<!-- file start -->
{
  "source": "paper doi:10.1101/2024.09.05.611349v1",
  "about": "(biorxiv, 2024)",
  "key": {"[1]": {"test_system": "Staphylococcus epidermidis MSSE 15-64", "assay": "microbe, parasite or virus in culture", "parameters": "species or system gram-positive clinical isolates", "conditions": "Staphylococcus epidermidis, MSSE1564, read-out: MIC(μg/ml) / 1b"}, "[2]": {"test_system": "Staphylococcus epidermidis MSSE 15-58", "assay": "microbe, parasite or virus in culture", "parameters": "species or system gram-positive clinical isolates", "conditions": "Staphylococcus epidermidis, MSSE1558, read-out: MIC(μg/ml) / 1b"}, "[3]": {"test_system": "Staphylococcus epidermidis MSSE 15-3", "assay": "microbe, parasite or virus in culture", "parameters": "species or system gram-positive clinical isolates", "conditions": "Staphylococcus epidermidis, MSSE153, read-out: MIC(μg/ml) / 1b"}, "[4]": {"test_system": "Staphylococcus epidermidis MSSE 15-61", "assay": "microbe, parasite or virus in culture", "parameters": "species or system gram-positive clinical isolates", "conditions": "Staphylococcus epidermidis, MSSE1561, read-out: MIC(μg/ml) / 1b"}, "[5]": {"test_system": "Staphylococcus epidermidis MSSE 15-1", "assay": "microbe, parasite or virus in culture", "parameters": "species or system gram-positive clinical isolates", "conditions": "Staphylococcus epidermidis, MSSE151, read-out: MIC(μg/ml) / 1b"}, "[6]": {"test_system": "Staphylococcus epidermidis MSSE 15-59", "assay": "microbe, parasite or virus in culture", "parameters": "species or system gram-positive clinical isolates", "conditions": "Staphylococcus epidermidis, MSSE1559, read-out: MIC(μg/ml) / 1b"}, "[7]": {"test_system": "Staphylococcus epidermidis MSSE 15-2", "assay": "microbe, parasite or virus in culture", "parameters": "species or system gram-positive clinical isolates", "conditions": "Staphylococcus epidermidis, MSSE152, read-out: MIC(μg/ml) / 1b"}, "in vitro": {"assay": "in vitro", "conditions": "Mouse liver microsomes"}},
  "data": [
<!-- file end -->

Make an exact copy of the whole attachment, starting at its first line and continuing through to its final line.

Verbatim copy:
{
  "source": "paper doi:10.1101/2024.09.05.611349v1",
  "about": "(biorxiv, 2024)",
  "key": {"[1]": {"test_system": "Staphylococcus epidermidis MSSE 15-64", "assay": "microbe, parasite or virus in culture", "parameters": "species or system gram-positive clinical isolates", "conditions": "Staphylococcus epidermidis, MSSE1564, read-out: MIC(μg/ml) / 1b"}, "[2]": {"test_system": "Staphylococcus epidermidis MSSE 15-58", "assay": "microbe, parasite or virus in culture", "parameters": "species or system gram-positive clinical isolates", "conditions": "Staphylococcus epidermidis, MSSE1558, read-out: MIC(μg/ml) / 1b"}, "[3]": {"test_system": "Staphylococcus epidermidis MSSE 15-3", "assay": "microbe, parasite or virus in culture", "parameters": "species or system gram-positive clinical isolates", "conditions": "Staphylococcus epidermidis, MSSE153, read-out: MIC(μg/ml) / 1b"}, "[4]": {"test_system": "Staphylococcus epidermidis MSSE 15-61", "assay": "microbe, parasite or virus in culture", "parameters": "species or system gram-positive clinical isolates", "conditions": "Staphylococcus epidermidis, MSSE1561, read-out: MIC(μg/ml) / 1b"}, "[5]": {"test_system": "Staphylococcus epidermidis MSSE 15-1", "assay": "microbe, parasite or virus in culture", "parameters": "species or system gram-positive clinical isolates", "conditions": "Staphylococcus epidermidis, MSSE151, read-out: MIC(μg/ml) / 1b"}, "[6]": {"test_system": "Staphylococcus epidermidis MSSE 15-59", "assay": "microbe, parasite or virus in culture", "parameters": "species or system gram-positive clinical isolates", "conditions": "Staphylococcus epidermidis, MSSE1559, read-out: MIC(μg/ml) / 1b"}, "[7]": {"test_system": "Staphylococcus epidermidis MSSE 15-2", "assay": "microbe, parasite or virus in culture", "parameters": "species or system gram-positive clinical isolates", "conditions": "Staphylococcus epidermidis, MSSE152, read-out: MIC(μg/ml) / 1b"}, "in vitro": {"assay": "in vitro", "conditions": "Mouse liver microsomes"}},
  "data": [